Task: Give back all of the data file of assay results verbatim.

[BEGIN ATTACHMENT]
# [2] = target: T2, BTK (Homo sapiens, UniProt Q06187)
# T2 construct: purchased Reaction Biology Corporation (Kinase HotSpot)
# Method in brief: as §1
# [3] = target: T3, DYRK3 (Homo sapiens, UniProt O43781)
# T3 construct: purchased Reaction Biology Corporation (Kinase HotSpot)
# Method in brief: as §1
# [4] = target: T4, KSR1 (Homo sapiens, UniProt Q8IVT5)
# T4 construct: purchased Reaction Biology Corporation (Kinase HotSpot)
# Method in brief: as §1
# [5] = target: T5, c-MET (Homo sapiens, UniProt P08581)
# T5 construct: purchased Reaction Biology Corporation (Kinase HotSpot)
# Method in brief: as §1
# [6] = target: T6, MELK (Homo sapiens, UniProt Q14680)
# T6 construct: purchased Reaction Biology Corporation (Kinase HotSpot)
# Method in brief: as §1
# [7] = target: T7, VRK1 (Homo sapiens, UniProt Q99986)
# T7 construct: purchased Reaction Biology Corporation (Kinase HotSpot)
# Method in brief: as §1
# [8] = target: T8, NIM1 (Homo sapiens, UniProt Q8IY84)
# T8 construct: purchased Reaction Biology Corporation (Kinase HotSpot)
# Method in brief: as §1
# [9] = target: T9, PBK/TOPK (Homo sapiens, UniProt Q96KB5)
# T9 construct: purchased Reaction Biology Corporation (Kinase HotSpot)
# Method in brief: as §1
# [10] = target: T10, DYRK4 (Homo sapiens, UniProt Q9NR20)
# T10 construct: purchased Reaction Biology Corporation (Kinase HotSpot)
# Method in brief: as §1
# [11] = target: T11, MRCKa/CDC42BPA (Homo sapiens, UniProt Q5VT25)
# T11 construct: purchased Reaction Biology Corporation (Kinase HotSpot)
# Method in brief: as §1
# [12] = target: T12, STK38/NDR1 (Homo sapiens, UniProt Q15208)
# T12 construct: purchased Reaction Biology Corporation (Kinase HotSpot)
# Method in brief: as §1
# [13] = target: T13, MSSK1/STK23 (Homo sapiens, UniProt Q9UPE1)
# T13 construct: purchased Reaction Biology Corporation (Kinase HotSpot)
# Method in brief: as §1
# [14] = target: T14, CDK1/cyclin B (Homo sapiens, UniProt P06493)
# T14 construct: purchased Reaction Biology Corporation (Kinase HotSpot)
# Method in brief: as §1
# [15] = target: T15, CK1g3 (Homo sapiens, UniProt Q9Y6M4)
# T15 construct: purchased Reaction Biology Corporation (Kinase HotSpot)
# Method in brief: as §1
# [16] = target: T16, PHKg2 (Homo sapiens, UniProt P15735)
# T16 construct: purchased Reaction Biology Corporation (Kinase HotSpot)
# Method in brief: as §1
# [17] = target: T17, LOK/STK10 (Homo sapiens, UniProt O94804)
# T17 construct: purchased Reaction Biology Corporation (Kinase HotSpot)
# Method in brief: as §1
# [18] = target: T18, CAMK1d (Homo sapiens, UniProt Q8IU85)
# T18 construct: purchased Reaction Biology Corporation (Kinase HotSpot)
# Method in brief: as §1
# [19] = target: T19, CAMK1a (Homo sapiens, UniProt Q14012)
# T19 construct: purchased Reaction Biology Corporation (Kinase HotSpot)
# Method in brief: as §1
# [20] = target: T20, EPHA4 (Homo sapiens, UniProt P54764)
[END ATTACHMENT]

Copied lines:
# [2] = target: T2, BTK (Homo sapiens, UniProt Q06187)
# T2 construct: purchased Reaction Biology Corporation (Kinase HotSpot)
# Method in brief: as §1
# [3] = target: T3, DYRK3 (Homo sapiens, UniProt O43781)
# T3 construct: purchased Reaction Biology Corporation (Kinase HotSpot)
# Method in brief: as §1
# [4] = target: T4, KSR1 (Homo sapiens, UniProt Q8IVT5)
# T4 construct: purchased Reaction Biology Corporation (Kinase HotSpot)
# Method in brief: as §1
# [5] = target: T5, c-MET (Homo sapiens, UniProt P08581)
# T5 construct: purchased Reaction Biology Corporation (Kinase HotSpot)
# Method in brief: as §1
# [6] = target: T6, MELK (Homo sapiens, UniProt Q14680)
# T6 construct: purchased Reaction Biology Corporation (Kinase HotSpot)
# Method in brief: as §1
# [7] = target: T7, VRK1 (Homo sapiens, UniProt Q99986)
# T7 construct: purchased Reaction Biology Corporation (Kinase HotSpot)
# Method in brief: as §1
# [8] = target: T8, NIM1 (Homo sapiens, UniProt Q8IY84)
# T8 construct: purchased Reaction Biology Corporation (Kinase HotSpot)
# Method in brief: as §1
# [9] = target: T9, PBK/TOPK (Homo sapiens, UniProt Q96KB5)
# T9 construct: purchased Reaction Biology Corporation (Kinase HotSpot)
# Method in brief: as §1
# [10] = target: T10, DYRK4 (Homo sapiens, UniProt Q9NR20)
# T10 construct: purchased Reaction Biology Corporation (Kinase HotSpot)
# Method in brief: as §1
# [11] = target: T11, MRCKa/CDC42BPA (Homo sapiens, UniProt Q5VT25)
# T11 construct: purchased Reaction Biology Corporation (Kinase HotSpot)
# Method in brief: as §1
# [12] = target: T12, STK38/NDR1 (Homo sapiens, UniProt Q15208)
# T12 construct: purchased Reaction Biology Corporation (Kinase HotSpot)
# Method in brief: as §1
# [13] = target: T13, MSSK1/STK23 (Homo sapiens, UniProt Q9UPE1)
# T13 construct: purchased Reaction Biology Corporation (Kinase HotSpot)
# Method in brief: as §1
# [14] = target: T14, CDK1/cyclin B (Homo sapiens, UniProt P06493)
# T14 construct: purchased Reaction Biology Corporation (Kinase HotSpot)
# Method in brief: as §1
# [15] = target: T15, CK1g3 (Homo sapiens, UniProt Q9Y6M4)
# T15 construct: purchased Reaction Biology Corporation (Kinase HotSpot)
# Method in brief: as §1
# [16] = target: T16, PHKg2 (Homo sapiens, UniProt P15735)
# T16 construct: purchased Reaction Biology Corporation (Kinase HotSpot)
# Method in brief: as §1
# [17] = target: T17, LOK/STK10 (Homo sapiens, UniProt O94804)
# T17 construct: purchased Reaction Biology Corporation (Kinase HotSpot)
# Method in brief: as §1
# [18] = target: T18, CAMK1d (Homo sapiens, UniProt Q8IU85)
# T18 construct: purchased Reaction Biology Corporation (Kinase HotSpot)
# Method in brief: as §1
# [19] = target: T19, CAMK1a (Homo sapiens, UniProt Q14012)
# T19 construct: purchased Reaction Biology Corporation (Kinase HotSpot)
# Method in brief: as §1
# [20] = target: T20, EPHA4 (Homo sapiens, UniProt P54764)